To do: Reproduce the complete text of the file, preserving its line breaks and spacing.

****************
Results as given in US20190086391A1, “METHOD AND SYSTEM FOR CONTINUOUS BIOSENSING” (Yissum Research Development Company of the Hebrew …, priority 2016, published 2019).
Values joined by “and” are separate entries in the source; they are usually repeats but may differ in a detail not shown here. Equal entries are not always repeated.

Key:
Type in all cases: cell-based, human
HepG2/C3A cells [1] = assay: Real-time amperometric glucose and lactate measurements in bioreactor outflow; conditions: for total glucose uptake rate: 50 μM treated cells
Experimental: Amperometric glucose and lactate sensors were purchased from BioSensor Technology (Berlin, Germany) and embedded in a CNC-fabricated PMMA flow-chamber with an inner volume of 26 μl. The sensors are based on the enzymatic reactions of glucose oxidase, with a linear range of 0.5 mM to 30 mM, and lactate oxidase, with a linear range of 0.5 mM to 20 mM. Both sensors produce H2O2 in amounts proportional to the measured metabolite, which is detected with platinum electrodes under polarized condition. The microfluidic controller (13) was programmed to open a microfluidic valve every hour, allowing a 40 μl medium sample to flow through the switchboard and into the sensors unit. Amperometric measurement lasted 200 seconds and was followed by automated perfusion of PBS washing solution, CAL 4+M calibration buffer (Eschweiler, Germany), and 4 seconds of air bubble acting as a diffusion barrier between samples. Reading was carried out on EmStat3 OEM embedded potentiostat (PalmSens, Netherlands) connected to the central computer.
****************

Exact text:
Results as given in US20190086391A1, “METHOD AND SYSTEM FOR CONTINUOUS BIOSENSING” (Yissum Research Development Company of the Hebrew …, priority 2016, published 2019).
Values joined by “and” are separate entries in the source; they are usually repeats but may differ in a detail not shown here. Equal entries are not always repeated.

Key:
Type in all cases: cell-based, human
HepG2/C3A cells [1] = assay: Real-time amperometric glucose and lactate measurements in bioreactor outflow; conditions: for total glucose uptake rate: 50 μM treated cells
Experimental: Amperometric glucose and lactate sensors were purchased from BioSensor Technology (Berlin, Germany) and embedded in a CNC-fabricated PMMA flow-chamber with an inner volume of 26 μl. The sensors are based on the enzymatic reactions of glucose oxidase, with a linear range of 0.5 mM to 30 mM, and lactate oxidase, with a linear range of 0.5 mM to 20 mM. Both sensors produce H2O2 in amounts proportional to the measured metabolite, which is detected with platinum electrodes under polarized condition. The microfluidic controller (13) was programmed to open a microfluidic valve every hour, allowing a 40 μl medium sample to flow through the switchboard and into the sensors unit. Amperometric measurement lasted 200 seconds and was followed by automated perfusion of PBS washing solution, CAL 4+M calibration buffer (Eschweiler, Germany), and 4 seconds of air bubble acting as a diffusion barrier between samples. Reading was carried out on EmStat3 OEM embedded potentiostat (PalmSens, Netherlands) connected to the central computer.